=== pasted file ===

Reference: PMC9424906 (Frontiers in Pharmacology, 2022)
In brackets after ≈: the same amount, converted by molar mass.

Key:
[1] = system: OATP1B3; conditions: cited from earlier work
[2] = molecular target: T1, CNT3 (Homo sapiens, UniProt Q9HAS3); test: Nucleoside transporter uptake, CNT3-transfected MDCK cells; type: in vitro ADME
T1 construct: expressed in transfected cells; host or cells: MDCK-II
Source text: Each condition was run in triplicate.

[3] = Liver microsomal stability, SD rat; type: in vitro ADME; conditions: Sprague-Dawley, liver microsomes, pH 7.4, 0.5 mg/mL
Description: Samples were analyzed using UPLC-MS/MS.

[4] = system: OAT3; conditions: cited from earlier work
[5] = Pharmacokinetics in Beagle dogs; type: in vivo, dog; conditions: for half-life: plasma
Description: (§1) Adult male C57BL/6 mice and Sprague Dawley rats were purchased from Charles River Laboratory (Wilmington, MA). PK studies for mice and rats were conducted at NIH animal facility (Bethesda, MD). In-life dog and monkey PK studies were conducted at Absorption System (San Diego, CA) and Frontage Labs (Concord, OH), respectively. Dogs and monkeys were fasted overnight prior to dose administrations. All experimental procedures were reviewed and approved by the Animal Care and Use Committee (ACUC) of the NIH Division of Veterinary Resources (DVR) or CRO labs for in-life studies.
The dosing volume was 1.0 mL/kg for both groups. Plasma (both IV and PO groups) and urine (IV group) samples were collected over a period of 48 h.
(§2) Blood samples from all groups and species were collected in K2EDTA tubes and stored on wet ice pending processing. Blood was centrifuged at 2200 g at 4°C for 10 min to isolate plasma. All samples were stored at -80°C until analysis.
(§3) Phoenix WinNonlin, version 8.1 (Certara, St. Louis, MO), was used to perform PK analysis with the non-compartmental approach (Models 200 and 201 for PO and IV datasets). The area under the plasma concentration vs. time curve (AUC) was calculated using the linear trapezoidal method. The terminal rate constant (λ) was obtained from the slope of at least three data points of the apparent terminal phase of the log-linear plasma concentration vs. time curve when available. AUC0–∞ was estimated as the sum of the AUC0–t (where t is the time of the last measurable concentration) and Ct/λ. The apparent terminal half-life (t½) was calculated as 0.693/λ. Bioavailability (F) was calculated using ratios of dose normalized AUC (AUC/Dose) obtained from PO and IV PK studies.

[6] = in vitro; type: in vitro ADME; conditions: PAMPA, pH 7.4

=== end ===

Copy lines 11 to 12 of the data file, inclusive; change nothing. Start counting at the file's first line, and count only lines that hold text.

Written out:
[5] = Pharmacokinetics in Beagle dogs; type: in vivo, dog; conditions: for half-life: plasma
Description: (§1) Adult male C57BL/6 mice and Sprague Dawley rats were purchased from Charles River Laboratory (Wilmington, MA). PK studies for mice and rats were conducted at NIH animal facility (Bethesda, MD). In-life dog and monkey PK studies were conducted at Absorption System (San Diego, CA) and Frontage Labs (Concord, OH), respectively. Dogs and monkeys were fasted overnight prior to dose administrations. All experimental procedures were reviewed and approved by the Animal Care and Use Committee (ACUC) of the NIH Division of Veterinary Resources (DVR) or CRO labs for in-life studies.